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A cross-curricular approach to spelling A cross-curricular approach to spelling

Long reads
Authors: Peter Westwood
A cross-curricular approach to spelling

The ability to spell is without doubt a literacy skill that does span the entire curriculum. Students need to write accurately in almost every subject they study.

And, although spelling is not specifically named as one of the ‘seven capabilities’ in the Australian Curriculum (ACARA, 2015), it is obviously an important sub-skill within literacy.

The cross-curriculum aspect of spelling development is evident in the Australian Curriculum, where the guidelines state that ‘word knowledge’ (as a component of literacy) involves all students in developing a wide topic vocabulary in all learning areas, and also the capacity to spell the relevant words accurately (ACARA, 2015). The curriculum guidelines also reiterate that all aspects of literacy teaching should not be confined to English lessons alone but must be applied in all other learning areas. By implication, this will only be achieved if all teachers – including subject specialists in secondary schools – ensure that their students are able not only to read and understand new vocabulary and terminology in their subject, but can also spell those words.

I guess I was lucky back in the 1960s when I was teaching in a secondary school in the UK. I had a school principal who already saw spelling as a skill that was important in every subject. He asked me to prepare a paper for a staff development session on the topic ‘Teaching spelling is not just the responsibility of our teachers of English’. In researching that paper I acquired a deep interest in how students learn to spell and the factors that influence whether they become good spellers or struggle throughout their school life. As a result of writing that paper I came to believe firmly that, just as ‘all teachers should be teachers of reading’, so too ‘all teachers should be teachers of spelling’.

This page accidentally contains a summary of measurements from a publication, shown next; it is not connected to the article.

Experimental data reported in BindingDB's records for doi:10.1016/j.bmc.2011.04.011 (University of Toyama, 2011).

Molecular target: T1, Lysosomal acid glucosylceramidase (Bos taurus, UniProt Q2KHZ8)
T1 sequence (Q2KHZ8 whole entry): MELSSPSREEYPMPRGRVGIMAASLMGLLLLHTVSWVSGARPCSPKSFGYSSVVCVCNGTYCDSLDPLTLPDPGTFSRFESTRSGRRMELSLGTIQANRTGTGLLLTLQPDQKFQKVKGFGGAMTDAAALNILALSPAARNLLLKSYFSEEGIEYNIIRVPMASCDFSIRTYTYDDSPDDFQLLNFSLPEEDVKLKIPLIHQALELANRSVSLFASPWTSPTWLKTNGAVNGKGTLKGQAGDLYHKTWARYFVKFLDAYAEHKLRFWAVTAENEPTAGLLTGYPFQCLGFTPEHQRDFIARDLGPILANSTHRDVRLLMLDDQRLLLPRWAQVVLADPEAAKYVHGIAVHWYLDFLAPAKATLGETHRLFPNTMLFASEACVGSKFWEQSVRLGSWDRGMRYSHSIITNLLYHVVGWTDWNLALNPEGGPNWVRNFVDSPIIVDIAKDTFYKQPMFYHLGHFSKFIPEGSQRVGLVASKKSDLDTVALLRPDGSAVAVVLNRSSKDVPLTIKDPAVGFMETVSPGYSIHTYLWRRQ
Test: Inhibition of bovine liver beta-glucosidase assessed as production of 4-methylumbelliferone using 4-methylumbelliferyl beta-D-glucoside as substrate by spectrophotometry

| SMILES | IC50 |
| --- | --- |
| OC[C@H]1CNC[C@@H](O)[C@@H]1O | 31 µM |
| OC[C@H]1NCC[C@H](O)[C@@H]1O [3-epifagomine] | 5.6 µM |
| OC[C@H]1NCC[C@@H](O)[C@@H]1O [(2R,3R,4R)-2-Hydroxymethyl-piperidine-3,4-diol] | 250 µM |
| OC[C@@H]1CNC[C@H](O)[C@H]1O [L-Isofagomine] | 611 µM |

During that staff development activity many years ago it was agreed that all specialist teachers in the school would prepare a list of core vocabulary for their own specialist subject, and this list would be made available to all students as a reference when writing and proofreading their work. Most teachers also agreed that students would be tested regularly on these ‘must know’ words, as an incentive for learning the spellings. In some classrooms a poster-size copy of the word list was displayed permanently on the wall.

In primary schools, where teachers tend to be generalists, the view that all teachers are responsible for spelling is probably easy to accept; but subject specialist teachers in high schools may find it more difficult. ‘Surely’, thinks the Geography teacher, ‘it’s the English teacher who should have taught these students to spell, even if the primary school had not managed to do so?’ The History teacher may say: ‘Oh yes, I always correct the spellings in my students’ assignments … so, yes, I am attending to spelling.’ But helping students improve takes much more than that. There is no evidence that simply marking corrections in students’ work in any subject has an effect on that student’s future ability to spell those words.

One recent development in teaching spelling has implications for all teachers. It has been found that treating spelling as part of a broader concept, namely ‘word study’, can greatly increase students’ interest in words – for example, discovering where the words came from, how they are constructed and can be changed, and how different parts of words signal different units of meanings. Word study from Year 6 onwards should therefore include some attention to basic etymology and morphology as an aid to spelling (Scott, 2010). The Australian Curriculum at Year 8 states that students should understand how complex words are constructed, and should draw on morphemic knowledge as well as on phonological knowledge and visual memory when spelling these words.